If the second parameter is a shared pointer to the templated type when calling emit a unique pointer will be automatically converted to a shared pointer.

Example Case


Here, we have an ordinary C++ class. In this case we start by defining the attributes we need in a static context. The template is used to have multiple static contexts. .. codeblock:: c++

template <typename SyncGroup> struct Sync {

using task_ptr = std::unique_ptr<threading::ReactionTask>;

/// @brief our queue which sorts tasks by priority static std::priority_queue<task_ptr> queue; /// @brief how many tasks are currently running static volatile bool running; /// @brief a mutex to ensure data consistency static std::mutex mutex;

Now we define the reschedule to interrupt any new tasks if we are currently running. Recall that NUClear is multithreaded so a mutex is needed when accessing the static members. .. codeblock:: c++

template <typename DSL> static inline std::unique_ptr<threading::ReactionTask> reschedule(

std::unique_ptr<threading::ReactionTask>&& task) {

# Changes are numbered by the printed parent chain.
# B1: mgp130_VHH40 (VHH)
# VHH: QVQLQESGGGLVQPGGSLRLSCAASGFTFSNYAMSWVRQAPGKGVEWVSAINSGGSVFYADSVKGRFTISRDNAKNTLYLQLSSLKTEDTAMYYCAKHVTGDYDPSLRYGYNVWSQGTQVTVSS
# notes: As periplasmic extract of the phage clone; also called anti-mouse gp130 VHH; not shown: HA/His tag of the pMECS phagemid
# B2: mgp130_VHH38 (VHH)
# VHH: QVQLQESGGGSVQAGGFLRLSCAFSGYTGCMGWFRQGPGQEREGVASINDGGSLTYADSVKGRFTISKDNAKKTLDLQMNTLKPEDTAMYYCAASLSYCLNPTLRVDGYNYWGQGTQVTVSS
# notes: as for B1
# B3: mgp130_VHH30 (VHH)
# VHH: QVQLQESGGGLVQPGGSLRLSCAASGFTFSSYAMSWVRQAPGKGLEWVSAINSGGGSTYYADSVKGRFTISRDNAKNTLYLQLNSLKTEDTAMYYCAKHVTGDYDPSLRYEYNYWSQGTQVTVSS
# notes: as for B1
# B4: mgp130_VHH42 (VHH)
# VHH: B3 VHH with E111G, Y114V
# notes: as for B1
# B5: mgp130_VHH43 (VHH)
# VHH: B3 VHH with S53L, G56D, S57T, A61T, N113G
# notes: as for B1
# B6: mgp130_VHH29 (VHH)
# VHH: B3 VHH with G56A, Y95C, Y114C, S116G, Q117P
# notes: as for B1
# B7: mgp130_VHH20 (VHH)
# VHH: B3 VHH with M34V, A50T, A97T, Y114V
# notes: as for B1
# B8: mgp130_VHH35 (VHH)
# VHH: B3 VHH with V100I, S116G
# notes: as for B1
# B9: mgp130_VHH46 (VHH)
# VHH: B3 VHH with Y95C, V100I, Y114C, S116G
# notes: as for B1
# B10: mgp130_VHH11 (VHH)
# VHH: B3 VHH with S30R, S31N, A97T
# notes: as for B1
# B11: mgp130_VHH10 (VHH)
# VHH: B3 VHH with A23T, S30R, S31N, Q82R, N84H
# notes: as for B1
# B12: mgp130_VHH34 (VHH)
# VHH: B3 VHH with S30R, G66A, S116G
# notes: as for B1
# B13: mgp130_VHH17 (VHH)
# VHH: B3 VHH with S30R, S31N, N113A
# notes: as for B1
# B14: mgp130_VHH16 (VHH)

// Lock our mutex std::lock_guard<std::mutex> lock(mutex);

// If we are already running then queue, otherwise return and set running if (running) {

queue.push(std::move(task)); return std::unique_ptr<threading::ReactionTask>(nullptr);

} else {

running = true; return std::move(task);



To run any queued tasks after the current one is done we define postcondition. When there is a task in the queue we resubmit it to the PowerPlant to be run. .. codeblock:: c++

template <typename DSL> static void postcondition(threading::ReactionTask& task) {

// Lock our mutex std::lock_guard<std::mutex> lock(mutex);

// We are finished running running = false;

// If we have another task, add it if (!queue.empty()) {

std::unique_ptr<threading::ReactionTask> next_task(



// Resubmit this task to the reaction queue task.parent.reactor.powerplant.submit(std::move(next_task));



We need to instantiate our static members outside the class definition. .. codeblock:: c++

}; template <typename SyncGroup> std::priority_queue<typename Sync<SyncGroup>::task_ptr> Sync<SyncGroup>::queue;

template <typename SyncGroup> volatile bool Sync<SyncGroup>::running = false;

template <typename SyncGroup> std::mutex Sync<SyncGroup>::mutex;